Plants can help keep buildings warm in the winter, and cool in summer, according to new research. The trick is to plaster walls in them.
Retrofitting cavity walls (double masonry walls with an air gap in between) with green or living walls goes a long way to reducing heating bills, according to new research. Such an improvement can slash the amount of heat a structure loses by over one-third (30%), the authors report.
The study was conducted at the University of Plymouth campus on its Sustainability Hub, a pre-1970 building. While the findings have practical applications for individual users, wide-scale adoption of such measures would also bring a significant and positive contribution to our efforts to combat the climate crisis.
Green for warmth
“Within England, approximately 57% of all buildings were built before 1964. While regulations have changed more recently to improve the thermal performance of new constructions, it is our existing buildings that require the most energy to heat and are a significant contributor to carbon emissions,” says Dr. Matthew Fox, a researcher in sustainable architecture and the study’s lead author.
“It is therefore essential that we begin to improve the thermal performance of these existing buildings, if the UK is to reach its target of net zero carbon emission by 2050, and help to reduce the likelihood of fuel poverty from rising energy prices.”
The study compared the insulating properties of two sections of the building’s walls with green walls providing extra insulation, using uncovered walls as a control. The green wall consisted of a flexible felt fabric sheet with a system of pockets to hold soil, in which various species of plants were planted. These included sedges, ferns, rushes, and flowering shrubs. The living wall was fitted to the exterior of the masonry wall. Due to the internal layout of the building, only one of the green-walled areas was monitored, as per the diagram below.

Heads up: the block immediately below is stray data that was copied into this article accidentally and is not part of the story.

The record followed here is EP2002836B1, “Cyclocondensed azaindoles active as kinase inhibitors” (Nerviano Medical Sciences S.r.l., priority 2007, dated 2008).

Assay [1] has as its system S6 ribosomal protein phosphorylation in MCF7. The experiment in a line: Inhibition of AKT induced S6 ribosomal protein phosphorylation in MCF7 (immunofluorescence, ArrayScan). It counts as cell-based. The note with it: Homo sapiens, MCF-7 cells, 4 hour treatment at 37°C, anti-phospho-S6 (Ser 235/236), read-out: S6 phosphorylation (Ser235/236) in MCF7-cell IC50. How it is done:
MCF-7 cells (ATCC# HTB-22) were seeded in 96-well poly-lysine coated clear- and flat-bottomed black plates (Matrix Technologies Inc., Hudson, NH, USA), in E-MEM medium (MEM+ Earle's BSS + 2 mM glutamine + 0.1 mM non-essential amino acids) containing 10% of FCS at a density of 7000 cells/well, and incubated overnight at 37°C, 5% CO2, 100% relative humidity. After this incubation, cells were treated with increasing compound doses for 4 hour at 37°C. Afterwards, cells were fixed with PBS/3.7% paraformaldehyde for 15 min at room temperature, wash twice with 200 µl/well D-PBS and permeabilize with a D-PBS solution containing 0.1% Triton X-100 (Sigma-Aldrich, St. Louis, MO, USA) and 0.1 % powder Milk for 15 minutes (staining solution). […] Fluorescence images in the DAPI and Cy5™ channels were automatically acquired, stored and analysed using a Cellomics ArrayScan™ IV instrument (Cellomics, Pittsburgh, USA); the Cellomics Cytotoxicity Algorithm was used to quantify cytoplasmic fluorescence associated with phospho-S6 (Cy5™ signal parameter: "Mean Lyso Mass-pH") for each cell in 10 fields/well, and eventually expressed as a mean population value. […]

The performance of these two wall sections was monitored over a five-week period. By the end, the authors report, the one with the living wall facade showed a 31.4% reduction in lost heat compared to its bare counterpart.
Apart from better heat retention, the living wall also improved the thermal stability of the structure. Daytime temperatures in the two green-walled sections of the building fluctuated less than in the uninsulated ones — meaning it was easier for the buildings’ heating systems to maintain the desired temperature range.
They also discovered daytime temperatures within the newly-covered section remained more stable than the area with exposed masonry, meaning less energy was required to heat it.
Building energy use directly accounts for 17% of the greenhouse gas emissions in the UK, the authors explain. Heating alone makes up over 60% of all the energy usage in buildings, so green walls could put a significant dent in a country’s emissions if employed on a wide scale. They can also bring other benefits to the table, such as offering a way to increase biodiversity in city environments, which they sorely lack. They also provide a modest but important contribution to air filtration in cityscapes, help with our mental health, and keep temperatures in cities bearable.
On a personal note, I also find green walls to look quite cool.
This study is one of the first to look at the merits of living walls as insulation systems in temperate climates, the team adds, giving us reliable data on their effectiveness. Such data can serve both private and public actors such as homeowners, corporations, and policy-makers when deciding on what insulation systems to apply to buildings.
“With an expanding urban population, ‘green infrastructure’ is a potential nature-based solution which provides an opportunity to tackle climate change, air pollution and biodiversity loss, whilst facilitating low carbon economic growth,” adds Dr. Thomas Murphy, one of the study’s authors.
“Living walls can offer improved air quality, noise reduction and elevated health and well-being. Our research suggests living walls can also provide significant energy savings to help reduce the carbon footprint of existing buildings. Further optimizing these living wall systems, however, is now needed to help maximize the environmental benefits and reduce some of the sustainability costs.”
The paper “Living wall systems for improved thermal performance of existing buildings” has been published in the journal Building and Environment.